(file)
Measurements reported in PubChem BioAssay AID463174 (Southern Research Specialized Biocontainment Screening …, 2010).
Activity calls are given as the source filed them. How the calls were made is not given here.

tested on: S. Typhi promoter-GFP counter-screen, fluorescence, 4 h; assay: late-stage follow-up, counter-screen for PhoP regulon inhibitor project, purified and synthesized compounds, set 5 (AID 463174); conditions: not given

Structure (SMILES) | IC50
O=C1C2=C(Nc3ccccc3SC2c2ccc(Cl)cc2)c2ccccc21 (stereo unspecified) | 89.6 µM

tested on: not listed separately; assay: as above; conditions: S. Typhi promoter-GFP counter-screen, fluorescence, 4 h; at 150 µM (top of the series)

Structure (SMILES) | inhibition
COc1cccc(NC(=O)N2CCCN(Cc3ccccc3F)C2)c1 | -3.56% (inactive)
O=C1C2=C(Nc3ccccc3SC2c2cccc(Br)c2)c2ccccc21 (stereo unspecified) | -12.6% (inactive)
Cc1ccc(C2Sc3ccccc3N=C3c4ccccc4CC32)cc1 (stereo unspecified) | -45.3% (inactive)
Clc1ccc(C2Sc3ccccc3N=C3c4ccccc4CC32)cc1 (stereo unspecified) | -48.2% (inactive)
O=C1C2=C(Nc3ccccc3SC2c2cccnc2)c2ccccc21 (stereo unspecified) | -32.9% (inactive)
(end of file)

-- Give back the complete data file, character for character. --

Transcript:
Measurements reported in PubChem BioAssay AID463174 (Southern Research Specialized Biocontainment Screening …, 2010).
Activity calls are given as the source filed them. How the calls were made is not given here.

tested on: S. Typhi promoter-GFP counter-screen, fluorescence, 4 h; assay: late-stage follow-up, counter-screen for PhoP regulon inhibitor project, purified and synthesized compounds, set 5 (AID 463174); conditions: not given

Structure (SMILES) | IC50
O=C1C2=C(Nc3ccccc3SC2c2ccc(Cl)cc2)c2ccccc21 (stereo unspecified) | 89.6 µM

tested on: not listed separately; assay: as above; conditions: S. Typhi promoter-GFP counter-screen, fluorescence, 4 h; at 150 µM (top of the series)

Structure (SMILES) | inhibition
COc1cccc(NC(=O)N2CCCN(Cc3ccccc3F)C2)c1 | -3.56% (inactive)
O=C1C2=C(Nc3ccccc3SC2c2cccc(Br)c2)c2ccccc21 (stereo unspecified) | -12.6% (inactive)
Cc1ccc(C2Sc3ccccc3N=C3c4ccccc4CC32)cc1 (stereo unspecified) | -45.3% (inactive)
Clc1ccc(C2Sc3ccccc3N=C3c4ccccc4CC32)cc1 (stereo unspecified) | -48.2% (inactive)
O=C1C2=C(Nc3ccccc3SC2c2cccnc2)c2ccccc21 (stereo unspecified) | -32.9% (inactive)